The rationale for adjuvant therapy stems from pattern-of-failure analyses of patients with resected pancreatic cancer. These patients are at high risk for local recurrence and systemic metastases. Local recurrence and metastasis rates range from 50% to 80% and 44% to 92%, respectively, in selected studies. Local recurrence is largely due to the presence of residual disease at the surgical margin and peripancreatic tissues. Despite efforts by many investigators over the past 3 decades, the role of adjuvant therapy in pancreatic cancer has not been clearly established. Three randomized studies have examined the role of chemoradiation in the adjuvant setting. The Gastrointestinal Tumor Study Group (GITSG) trial randomly as- signed resected patients with negative margins to either adjuvant chemoradiation or observation. Study results demonstrated a statistical improvement in survival in patients who received adjuvant chemoradiation vs no further therapy. Similarly, singleinstitution series have suggested a survival benefit with the addition of adjuvant chemoradiation. These study results have encouraged the use of adjuvant chemoradiation in appropriately selected postoperative patients in the United States.[3,4] In contrast, two recent randomized trials from Europe have failed to demonstrate a survival benefit with the use of adjuvant chemoradiation.[ 5,6] A European Organization for Research and Treatment of Cancer (EORTC) study showed no significant survival benefit with the addition of chemoradiation in patients with resected pancreatic or periampullary cancer. The estimated 2-year survival rates were 41% in pancreatic patients undergoing surgery alone vs 51% for patients receiving adjuvant therapy (P = .099). Although these differences were not significant, the wide confidence interval (CI) for the subset of patients with pancreatic cancer (relative risk = 0.7; 95% CI = 0.5-1.1) raised the possibility that the chemoradiation arm had a clinically meaningful improvement in survival, which was obscured by the small sample size. In addition, pancreatic cancer and other periampullary cancers may have different natural histories, and therefore, the favorable outcome of other periampullary cancers may obscure potential benefits for pancreatic cancer patients. The EORTC study was criticized for the radiation techniques used: Radiation was delivered in a split-course manner, and the dose was suboptimal. Moreover, these investigators did not prospectively assess the completeness of the surgical margins, and 20% of patients randomized to treatment never received it.[5] Nevertheless, the trial did show a trend toward benefit of adjuvant therapy despite being underpowered, and some investigators believe it supports the conclusion of the GITSG trial. In the largest randomized study evaluating the role of adjuvant treatment in resected pancreatic cancer, investigators reported study results from the first European Study Group for Pancreatic Cancer (ESPAC) trial. Patients were randomized to one of four treatment groups: observation, radiochemotherapy, chemotherapy alone, and radiochemotherapy followed by chemotherapy. Study results showed that (1) the 5-year survival rate was 21% among patients who received chemotherapy and 8% among patients who did not receive chemotherapy for patients randomized to the 2 * 2 factorial design of this study, and (2) patients receiving chemoradiation had a significant decrease in survival vs patients not receiving chemoradiation.[6] As noted in the review by Pisters et al, interpretation of trial results is complicated by low (and unavailable) compliance rates, as well as lack of quality assurance from both a pathologic and radiologic standpoint. The importance of the latter was recently demonstrated in a US Intergroup gastric trial where greater than one-third of the originally designed fields required prospective modification. As in the GITSG and EORTC trials, antiquated radiation doses, techniques, and chemotherapy administration were used. In addition, 30% of patients did not receive the protocol-prescribed dose. Given these perceived weaknesses, the use of adjuvant chemotherapy alone following pancreatic cancer resection has not been adapted as standard treatment in the United States. Adjuvant Chemotherapy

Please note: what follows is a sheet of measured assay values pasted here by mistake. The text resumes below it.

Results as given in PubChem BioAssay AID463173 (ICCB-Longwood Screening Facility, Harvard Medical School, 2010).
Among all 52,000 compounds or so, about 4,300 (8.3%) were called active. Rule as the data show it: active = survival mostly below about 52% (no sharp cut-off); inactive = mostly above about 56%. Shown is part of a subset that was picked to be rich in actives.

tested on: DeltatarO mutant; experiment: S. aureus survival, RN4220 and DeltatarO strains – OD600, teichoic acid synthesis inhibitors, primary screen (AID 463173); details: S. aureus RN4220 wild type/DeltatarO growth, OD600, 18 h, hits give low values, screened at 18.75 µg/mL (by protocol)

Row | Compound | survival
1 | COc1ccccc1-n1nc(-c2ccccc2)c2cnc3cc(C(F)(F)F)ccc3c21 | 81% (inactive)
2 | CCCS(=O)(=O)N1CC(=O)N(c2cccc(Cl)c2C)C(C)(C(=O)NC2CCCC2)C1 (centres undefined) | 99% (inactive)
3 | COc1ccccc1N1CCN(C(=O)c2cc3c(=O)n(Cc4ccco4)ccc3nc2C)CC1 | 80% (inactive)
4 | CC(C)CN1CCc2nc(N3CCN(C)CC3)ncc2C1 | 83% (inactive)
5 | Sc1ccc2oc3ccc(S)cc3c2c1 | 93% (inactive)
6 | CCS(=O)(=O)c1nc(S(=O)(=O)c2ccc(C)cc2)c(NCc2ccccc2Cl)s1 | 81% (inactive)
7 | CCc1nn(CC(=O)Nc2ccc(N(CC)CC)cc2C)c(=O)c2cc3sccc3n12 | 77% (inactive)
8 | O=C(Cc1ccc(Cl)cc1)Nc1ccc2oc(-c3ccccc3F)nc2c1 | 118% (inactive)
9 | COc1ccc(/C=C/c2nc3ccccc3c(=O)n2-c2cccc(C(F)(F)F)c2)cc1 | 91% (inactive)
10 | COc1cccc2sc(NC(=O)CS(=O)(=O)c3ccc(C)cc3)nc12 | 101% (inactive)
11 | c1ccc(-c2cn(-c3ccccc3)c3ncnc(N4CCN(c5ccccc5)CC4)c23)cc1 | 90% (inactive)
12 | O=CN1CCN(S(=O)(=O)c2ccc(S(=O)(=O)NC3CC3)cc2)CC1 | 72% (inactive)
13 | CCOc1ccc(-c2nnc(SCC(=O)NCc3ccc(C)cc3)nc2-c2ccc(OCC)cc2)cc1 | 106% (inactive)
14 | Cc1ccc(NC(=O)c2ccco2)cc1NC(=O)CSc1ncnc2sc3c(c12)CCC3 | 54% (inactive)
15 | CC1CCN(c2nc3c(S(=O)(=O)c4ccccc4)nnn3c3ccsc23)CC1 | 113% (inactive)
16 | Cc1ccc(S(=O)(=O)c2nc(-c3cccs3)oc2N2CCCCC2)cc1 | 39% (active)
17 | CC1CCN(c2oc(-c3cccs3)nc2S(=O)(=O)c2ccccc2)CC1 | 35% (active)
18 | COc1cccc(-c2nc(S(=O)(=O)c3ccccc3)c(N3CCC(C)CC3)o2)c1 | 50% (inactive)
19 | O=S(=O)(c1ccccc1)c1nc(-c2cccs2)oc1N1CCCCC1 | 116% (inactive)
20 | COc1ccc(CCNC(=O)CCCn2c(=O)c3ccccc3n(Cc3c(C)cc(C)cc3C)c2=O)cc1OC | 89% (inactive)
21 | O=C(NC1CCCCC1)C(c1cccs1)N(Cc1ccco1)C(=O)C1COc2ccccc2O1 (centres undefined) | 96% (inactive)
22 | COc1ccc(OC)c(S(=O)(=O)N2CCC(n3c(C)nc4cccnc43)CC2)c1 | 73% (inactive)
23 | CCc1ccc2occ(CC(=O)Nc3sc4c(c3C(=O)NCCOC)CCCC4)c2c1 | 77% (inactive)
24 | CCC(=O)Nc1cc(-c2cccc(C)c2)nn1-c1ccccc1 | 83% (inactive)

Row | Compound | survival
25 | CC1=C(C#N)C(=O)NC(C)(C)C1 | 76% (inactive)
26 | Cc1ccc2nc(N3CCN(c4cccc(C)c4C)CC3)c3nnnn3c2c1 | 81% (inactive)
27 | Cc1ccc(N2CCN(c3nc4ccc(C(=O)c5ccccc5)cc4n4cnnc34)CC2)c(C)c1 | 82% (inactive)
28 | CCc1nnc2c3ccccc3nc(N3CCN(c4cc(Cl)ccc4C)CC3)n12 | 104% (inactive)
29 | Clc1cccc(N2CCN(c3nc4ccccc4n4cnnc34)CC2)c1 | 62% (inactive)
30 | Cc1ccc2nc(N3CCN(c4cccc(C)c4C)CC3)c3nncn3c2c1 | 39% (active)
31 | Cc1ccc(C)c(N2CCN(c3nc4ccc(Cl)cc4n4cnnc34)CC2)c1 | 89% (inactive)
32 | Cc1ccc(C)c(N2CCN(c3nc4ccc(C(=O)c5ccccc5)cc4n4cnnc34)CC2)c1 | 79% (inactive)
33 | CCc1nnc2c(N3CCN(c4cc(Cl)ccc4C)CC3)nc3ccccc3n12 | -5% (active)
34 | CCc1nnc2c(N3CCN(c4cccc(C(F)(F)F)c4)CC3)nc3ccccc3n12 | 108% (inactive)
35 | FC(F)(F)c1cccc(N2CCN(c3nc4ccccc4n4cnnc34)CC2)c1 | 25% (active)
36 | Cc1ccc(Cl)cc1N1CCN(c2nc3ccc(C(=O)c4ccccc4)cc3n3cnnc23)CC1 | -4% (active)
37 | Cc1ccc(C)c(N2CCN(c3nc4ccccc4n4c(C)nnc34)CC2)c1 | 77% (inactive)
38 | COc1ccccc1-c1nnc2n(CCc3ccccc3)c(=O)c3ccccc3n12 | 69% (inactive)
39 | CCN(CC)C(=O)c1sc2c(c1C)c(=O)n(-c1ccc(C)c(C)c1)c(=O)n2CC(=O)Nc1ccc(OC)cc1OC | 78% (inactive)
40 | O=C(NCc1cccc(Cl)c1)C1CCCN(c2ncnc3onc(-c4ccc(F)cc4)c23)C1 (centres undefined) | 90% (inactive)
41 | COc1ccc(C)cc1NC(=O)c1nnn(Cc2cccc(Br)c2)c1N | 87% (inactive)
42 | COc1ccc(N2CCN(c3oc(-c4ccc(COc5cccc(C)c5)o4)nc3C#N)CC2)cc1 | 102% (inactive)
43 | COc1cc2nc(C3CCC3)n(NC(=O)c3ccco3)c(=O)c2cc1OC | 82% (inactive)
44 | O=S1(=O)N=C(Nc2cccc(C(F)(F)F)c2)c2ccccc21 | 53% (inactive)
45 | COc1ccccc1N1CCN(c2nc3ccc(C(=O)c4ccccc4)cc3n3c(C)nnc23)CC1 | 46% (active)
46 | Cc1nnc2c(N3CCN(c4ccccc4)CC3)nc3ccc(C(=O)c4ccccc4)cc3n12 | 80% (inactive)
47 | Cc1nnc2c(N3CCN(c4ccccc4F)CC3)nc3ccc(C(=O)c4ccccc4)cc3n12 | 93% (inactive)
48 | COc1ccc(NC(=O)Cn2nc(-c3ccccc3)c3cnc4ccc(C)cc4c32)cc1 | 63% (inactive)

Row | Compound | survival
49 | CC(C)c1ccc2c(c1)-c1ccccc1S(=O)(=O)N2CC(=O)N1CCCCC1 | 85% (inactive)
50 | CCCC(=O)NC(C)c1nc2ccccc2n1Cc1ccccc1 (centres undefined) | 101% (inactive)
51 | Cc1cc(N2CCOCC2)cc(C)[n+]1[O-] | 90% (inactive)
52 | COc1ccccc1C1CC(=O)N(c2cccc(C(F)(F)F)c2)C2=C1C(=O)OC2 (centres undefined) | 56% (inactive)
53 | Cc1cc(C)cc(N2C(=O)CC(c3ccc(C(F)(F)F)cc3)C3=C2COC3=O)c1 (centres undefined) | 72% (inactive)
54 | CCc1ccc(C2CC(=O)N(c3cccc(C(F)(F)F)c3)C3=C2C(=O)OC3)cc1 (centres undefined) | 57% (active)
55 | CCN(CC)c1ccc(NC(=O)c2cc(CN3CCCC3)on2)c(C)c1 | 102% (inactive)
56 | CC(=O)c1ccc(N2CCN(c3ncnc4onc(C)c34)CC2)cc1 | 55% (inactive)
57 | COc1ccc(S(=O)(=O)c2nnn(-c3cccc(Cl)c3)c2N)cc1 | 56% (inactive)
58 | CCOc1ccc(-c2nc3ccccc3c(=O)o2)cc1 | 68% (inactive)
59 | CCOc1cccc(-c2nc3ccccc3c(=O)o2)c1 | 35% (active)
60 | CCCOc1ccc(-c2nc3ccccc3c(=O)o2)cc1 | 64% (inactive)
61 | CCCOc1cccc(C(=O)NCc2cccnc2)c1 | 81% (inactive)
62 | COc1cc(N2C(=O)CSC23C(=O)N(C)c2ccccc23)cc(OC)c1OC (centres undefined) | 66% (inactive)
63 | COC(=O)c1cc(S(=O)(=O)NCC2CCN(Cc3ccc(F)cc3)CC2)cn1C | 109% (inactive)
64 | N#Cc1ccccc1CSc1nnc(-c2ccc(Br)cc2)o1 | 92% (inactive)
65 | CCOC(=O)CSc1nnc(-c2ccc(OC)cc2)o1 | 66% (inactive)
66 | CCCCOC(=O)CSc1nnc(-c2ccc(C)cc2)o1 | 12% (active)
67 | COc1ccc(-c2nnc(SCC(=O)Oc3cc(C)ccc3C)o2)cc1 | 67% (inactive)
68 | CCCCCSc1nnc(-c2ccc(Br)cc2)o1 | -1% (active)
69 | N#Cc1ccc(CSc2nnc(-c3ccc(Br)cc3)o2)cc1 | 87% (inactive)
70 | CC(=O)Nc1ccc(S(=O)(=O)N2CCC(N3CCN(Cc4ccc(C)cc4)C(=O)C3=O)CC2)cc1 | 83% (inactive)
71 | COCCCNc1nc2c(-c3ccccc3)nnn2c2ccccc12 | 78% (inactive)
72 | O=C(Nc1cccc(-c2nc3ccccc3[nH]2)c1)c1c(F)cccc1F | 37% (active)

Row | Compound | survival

The efficacy of chemotherapy in pancreatic cancer is modest. In a recent study by Burris et al, patients with advanced and metastatic pancreatic cancer were randomized to receive either gemcitabine (Gemzar) or fluorouracil (5-FU) given in bolus fashion. Objective response rates were 5.6% and 0%, respectively. A medi- an survival difference of 1.2 months was observed, as was a gain in "clinical benefit." These differences were judged significant enough to change first-line treatment in these patients from 5-FU to gemcitabine.[7] The role of gemcitabine as adjuvant therapy will be further clarified by randomized trials in the United States and Europe. Clearly, improvement in the systemic treatment of this disease- where the majority of even "localized" patients harbor subclinical metastases-is mandatory. Future Directions